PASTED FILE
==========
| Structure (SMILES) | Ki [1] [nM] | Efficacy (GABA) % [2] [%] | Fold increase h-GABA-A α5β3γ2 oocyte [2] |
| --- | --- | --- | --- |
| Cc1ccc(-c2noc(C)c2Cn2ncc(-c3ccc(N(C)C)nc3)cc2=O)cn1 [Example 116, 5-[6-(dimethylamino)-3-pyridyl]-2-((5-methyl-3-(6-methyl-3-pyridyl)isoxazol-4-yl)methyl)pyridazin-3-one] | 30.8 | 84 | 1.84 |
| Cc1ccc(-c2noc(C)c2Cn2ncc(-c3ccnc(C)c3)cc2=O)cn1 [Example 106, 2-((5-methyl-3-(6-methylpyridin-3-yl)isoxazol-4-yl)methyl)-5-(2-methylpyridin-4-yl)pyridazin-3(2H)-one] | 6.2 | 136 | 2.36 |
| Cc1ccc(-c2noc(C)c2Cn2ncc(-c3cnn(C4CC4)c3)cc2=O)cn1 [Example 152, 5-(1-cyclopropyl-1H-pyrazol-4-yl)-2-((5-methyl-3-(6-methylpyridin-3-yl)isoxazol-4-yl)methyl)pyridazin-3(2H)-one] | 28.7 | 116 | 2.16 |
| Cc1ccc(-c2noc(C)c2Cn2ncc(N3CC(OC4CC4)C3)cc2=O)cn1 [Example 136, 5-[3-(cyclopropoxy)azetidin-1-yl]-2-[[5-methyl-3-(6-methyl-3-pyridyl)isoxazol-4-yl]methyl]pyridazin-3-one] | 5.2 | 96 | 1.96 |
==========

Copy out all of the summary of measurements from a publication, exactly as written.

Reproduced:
| Structure (SMILES) | Ki [1] [nM] | Efficacy (GABA) % [2] [%] | Fold increase h-GABA-A α5β3γ2 oocyte [2] |
| --- | --- | --- | --- |
| Cc1ccc(-c2noc(C)c2Cn2ncc(-c3ccc(N(C)C)nc3)cc2=O)cn1 [Example 116, 5-[6-(dimethylamino)-3-pyridyl]-2-((5-methyl-3-(6-methyl-3-pyridyl)isoxazol-4-yl)methyl)pyridazin-3-one] | 30.8 | 84 | 1.84 |
| Cc1ccc(-c2noc(C)c2Cn2ncc(-c3ccnc(C)c3)cc2=O)cn1 [Example 106, 2-((5-methyl-3-(6-methylpyridin-3-yl)isoxazol-4-yl)methyl)-5-(2-methylpyridin-4-yl)pyridazin-3(2H)-one] | 6.2 | 136 | 2.36 |
| Cc1ccc(-c2noc(C)c2Cn2ncc(-c3cnn(C4CC4)c3)cc2=O)cn1 [Example 152, 5-(1-cyclopropyl-1H-pyrazol-4-yl)-2-((5-methyl-3-(6-methylpyridin-3-yl)isoxazol-4-yl)methyl)pyridazin-3(2H)-one] | 28.7 | 116 | 2.16 |
| Cc1ccc(-c2noc(C)c2Cn2ncc(N3CC(OC4CC4)C3)cc2=O)cn1 [Example 136, 5-[3-(cyclopropoxy)azetidin-1-yl]-2-[[5-methyl-3-(6-methyl-3-pyridyl)isoxazol-4-yl]methyl]pyridazin-3-one] | 5.2 | 96 | 1.96 |